I don’t mean to be sarcastic… no, I take that back. I do mean to be sarcastic. Here goes. There is no rule that says you must hold your camera at eye level, in a standing position, with the camera in landscape orientation every time. There, I said it!
As a professional photographer and former editor, I figure that about 98% of all photos taken by amateurs are in landscape (horizontal) orientation. That, in itself, would not be so bad. But when you couple that with the dreaded eye-level perspective, the results are often dull and uninteresting, true snapshots rather than exciting photographs.
If you’re primarily into snapshots, that’s fine. There’s nothing like a snapshot of the Pyramids (if you can get one without shops and hawkers that encroach ever closer every year) or the husband standing at the rim of the Grand Canyon (“Go ahead, Honey, keep backing up… a few more steps…”). But to get truly unique images, to move beyond snapshots to true photographs, try this technique of the pros; Shoot High and Shoot Low.
Change Your PerspectiveThe main take-away to this tip is to move away from what I call the plane of conformity. Since most people take a picture standing up, try photographing from a crouched position or from your knees. I took the photo below on Navajo land in Utah. While others stood around photographing this interesting tree, I laid on my stomach and shot this from root level. Maybe the shot works for you and maybe it doesn’t. Art, after all, is subjective. But the image is not the typical one you would see associated with this particular view. To my eyes the image benefits from the down-low perspective.
In a similar vein, my wife and I were hiking Hawaii’s spectacular Napali Coast on the island of Kauai. At an overpass, everyone else on the trail took a photo of one particular scenic view. Each person would approach the lookout, bring the camera up to their eye and shoot the very same shot. Again, there’s nothing wrong with that, since you’ve captured that memory forever. But, whenever I see people taking the same exact photo, I turn around and look the other way. I look up, I look down. In this case, I spotted the sun backlighting these philodendron leaves, high above my head.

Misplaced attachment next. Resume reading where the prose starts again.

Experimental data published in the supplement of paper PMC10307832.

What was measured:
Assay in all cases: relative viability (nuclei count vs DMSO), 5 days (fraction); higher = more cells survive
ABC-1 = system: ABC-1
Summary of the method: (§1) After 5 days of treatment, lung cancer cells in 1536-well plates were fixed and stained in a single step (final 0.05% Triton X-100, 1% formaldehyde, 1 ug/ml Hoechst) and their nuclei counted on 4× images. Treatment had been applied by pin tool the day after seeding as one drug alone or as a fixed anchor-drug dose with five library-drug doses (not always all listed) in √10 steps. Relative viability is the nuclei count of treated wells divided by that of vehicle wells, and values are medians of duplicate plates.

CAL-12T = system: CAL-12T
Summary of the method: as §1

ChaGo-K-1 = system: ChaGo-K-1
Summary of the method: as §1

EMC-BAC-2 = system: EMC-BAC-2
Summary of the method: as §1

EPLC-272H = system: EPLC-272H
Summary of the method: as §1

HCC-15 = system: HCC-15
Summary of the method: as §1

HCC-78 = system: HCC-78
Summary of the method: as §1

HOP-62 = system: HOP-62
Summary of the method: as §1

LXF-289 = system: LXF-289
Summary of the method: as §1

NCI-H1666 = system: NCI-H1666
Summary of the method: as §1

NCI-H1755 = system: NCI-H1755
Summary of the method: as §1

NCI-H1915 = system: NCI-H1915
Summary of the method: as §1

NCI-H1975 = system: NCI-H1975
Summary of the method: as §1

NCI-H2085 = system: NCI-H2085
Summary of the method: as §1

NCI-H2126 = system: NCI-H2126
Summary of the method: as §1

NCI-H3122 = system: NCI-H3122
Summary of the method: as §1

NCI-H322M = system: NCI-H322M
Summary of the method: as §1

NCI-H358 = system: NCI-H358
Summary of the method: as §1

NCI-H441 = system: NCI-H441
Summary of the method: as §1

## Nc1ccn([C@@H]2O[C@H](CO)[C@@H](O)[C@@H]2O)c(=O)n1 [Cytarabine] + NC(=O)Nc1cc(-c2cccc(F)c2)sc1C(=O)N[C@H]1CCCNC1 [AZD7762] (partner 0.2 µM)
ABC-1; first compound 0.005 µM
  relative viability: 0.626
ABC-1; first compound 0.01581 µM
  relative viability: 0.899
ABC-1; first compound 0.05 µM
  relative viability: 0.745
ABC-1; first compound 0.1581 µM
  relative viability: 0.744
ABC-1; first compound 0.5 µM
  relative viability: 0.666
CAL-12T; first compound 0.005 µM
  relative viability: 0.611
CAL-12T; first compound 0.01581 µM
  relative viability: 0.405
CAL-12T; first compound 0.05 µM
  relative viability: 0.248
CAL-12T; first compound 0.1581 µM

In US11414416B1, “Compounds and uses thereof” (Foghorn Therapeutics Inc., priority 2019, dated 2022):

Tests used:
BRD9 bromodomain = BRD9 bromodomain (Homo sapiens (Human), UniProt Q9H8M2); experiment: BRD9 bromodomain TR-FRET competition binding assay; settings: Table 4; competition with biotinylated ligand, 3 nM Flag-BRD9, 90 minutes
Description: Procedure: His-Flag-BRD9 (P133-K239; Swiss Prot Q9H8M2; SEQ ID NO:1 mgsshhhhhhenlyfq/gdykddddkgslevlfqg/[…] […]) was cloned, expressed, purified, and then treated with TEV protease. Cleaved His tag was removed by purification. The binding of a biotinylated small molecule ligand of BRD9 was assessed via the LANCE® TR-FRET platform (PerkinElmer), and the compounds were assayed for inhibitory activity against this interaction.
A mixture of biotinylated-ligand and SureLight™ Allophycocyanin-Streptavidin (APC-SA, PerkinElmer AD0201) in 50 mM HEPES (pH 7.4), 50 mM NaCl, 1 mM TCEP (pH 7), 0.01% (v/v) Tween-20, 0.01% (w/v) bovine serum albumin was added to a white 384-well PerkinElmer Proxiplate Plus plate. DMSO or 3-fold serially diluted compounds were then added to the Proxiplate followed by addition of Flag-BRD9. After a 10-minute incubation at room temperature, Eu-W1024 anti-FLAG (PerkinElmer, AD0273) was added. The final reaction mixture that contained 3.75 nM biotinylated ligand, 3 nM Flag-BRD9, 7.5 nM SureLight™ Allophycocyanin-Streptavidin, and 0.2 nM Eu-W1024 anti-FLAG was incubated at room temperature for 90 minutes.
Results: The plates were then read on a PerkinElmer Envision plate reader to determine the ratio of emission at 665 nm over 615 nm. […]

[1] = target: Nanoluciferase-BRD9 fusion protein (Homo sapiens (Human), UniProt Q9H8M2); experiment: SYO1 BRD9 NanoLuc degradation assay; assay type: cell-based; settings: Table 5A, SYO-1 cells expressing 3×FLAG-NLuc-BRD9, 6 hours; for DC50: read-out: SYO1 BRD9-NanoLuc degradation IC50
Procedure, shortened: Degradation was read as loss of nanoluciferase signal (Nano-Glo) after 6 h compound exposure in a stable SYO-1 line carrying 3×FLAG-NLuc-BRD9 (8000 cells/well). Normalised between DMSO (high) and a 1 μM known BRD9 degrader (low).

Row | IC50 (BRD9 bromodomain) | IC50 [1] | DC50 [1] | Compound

Get Down!For this close-up of sea lion pups playing in the Galapagos, I laid down in the sand for twenty minutes, shooting away while the pups frolicked. Sure my elbows and clothes got wet, but I came away with a series of shots I wanted.
A similar thing happened with this shot of marsh grasses. I had to lay down on the boardwalk of a nature center at sunrise to capture this image.
Here’s another Shoot High-Shoot Low tip. When photographing kids, get down to their level. I took this shot of a boy playing marbles in Luxor, Egypt. Had I stood up and shot eye level, the shot would have lost out. By crouching down and pointing my camera up at the boy, I got a marble-ous perspective on the game (ok, I never said I was an expert punner).
So, next time you’re out photographing, be bold, be adventurous. Shoot High-Shoot Low. Heck, just shoot. I think you’ll be happy with your results.